Tips its hat to road-map influences from Motown to Mellencamp, the Delta bluesmen to folk pickers of ‘60s Greenwich Village---the result is a singular sound spurred on by years spent on tour honing something rare that is altogether its own.
Psychopharmacology contains the requisite disgruntlement of a Firewater album, and all of angst-ridden underpinnings of testosterone-laced pop.
The songs tap into grooves as disparate as Turkish maqsoum, Punjabi bhangra, Jamaican ska, Greek rebetiko, classic punk and old-school mambo.
Powerful and moving material, heartbreaking and hilarious, downtrodden and uplifting, suffused with longing, alienation, resilience and hop. Humor, resignation and outrage stalk a superficially familiar musical landscape that’s been re-populated with stockmen, bandicoots, wallabies, porcupines, grog-drinkers, pelicans and policemen.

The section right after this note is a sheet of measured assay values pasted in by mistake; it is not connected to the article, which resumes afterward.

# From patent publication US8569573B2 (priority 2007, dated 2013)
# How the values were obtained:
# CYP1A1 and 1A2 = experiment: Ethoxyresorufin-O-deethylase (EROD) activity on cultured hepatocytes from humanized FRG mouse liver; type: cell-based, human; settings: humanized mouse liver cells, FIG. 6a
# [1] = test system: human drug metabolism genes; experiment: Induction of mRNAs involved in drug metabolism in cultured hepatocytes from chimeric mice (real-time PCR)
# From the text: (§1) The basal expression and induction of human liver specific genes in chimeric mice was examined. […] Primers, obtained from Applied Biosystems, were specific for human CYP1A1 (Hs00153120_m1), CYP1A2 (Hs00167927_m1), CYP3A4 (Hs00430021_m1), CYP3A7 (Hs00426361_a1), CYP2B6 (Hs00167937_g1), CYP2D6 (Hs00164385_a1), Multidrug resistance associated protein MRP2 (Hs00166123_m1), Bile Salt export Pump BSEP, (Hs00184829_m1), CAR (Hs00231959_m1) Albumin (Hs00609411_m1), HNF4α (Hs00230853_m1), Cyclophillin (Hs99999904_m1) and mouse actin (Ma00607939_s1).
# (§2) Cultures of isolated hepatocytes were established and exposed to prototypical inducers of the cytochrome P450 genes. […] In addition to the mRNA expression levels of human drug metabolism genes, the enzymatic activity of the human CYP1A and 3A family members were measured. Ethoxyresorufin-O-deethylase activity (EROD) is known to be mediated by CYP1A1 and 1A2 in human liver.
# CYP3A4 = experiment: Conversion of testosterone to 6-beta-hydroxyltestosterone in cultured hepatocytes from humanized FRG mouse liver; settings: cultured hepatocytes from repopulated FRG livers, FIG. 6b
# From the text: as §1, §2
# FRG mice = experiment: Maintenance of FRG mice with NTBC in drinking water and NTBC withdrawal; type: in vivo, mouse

Hoods and Shades is perhaps the most intriguing, feel-oriented, thematically driven effort yet from this musical legend. Andre got together with his “Detroit boys” to record, as he called it, “the Andre Williams folk album.”
Five song EP featuring Andre with his shit-hot touring band, The Goldstars.
One part rock, one part R&B and all parts Andre having fun and doing his thing.
A rousing 12 pack of songs from a band not unfamiliar with 12 packs. This is one helluva party platter packed with classic singalong athems from their first 5 albums.
Influenced by generations of country music tradition, with debts owed to Webb Pierce, Jimmy Martin, Hank Williams Sr. and Ola Belle Reed + a bear hug of a rich voice =hard core country, my friends.
Rabble-rousing in the finest old school punk tradition. Comfortable with invisible eyes in the sky? Jon sure as hell isn't.
12 tracks from the Train that'll show you why he is the King of Juke Joint Swing.
Covers his hillbilly boogie road songs, a murder ballad, a live classic or two, as well as his duet with Hank III.
With a sound that calls to mind a meeting of Otis Redding and the Stooges—JC Brooks & the Uptown Sound get crowds twisting and writhing on the floor--a post-punk reimagining of JB’s moves and MG’s grooves.
The piece de resistance of Dex Romweber’s voluminous back catalog, ably backed by the trusty Chris “Crow” Smith on drums, GGHB is as solid an LP as you will ever find.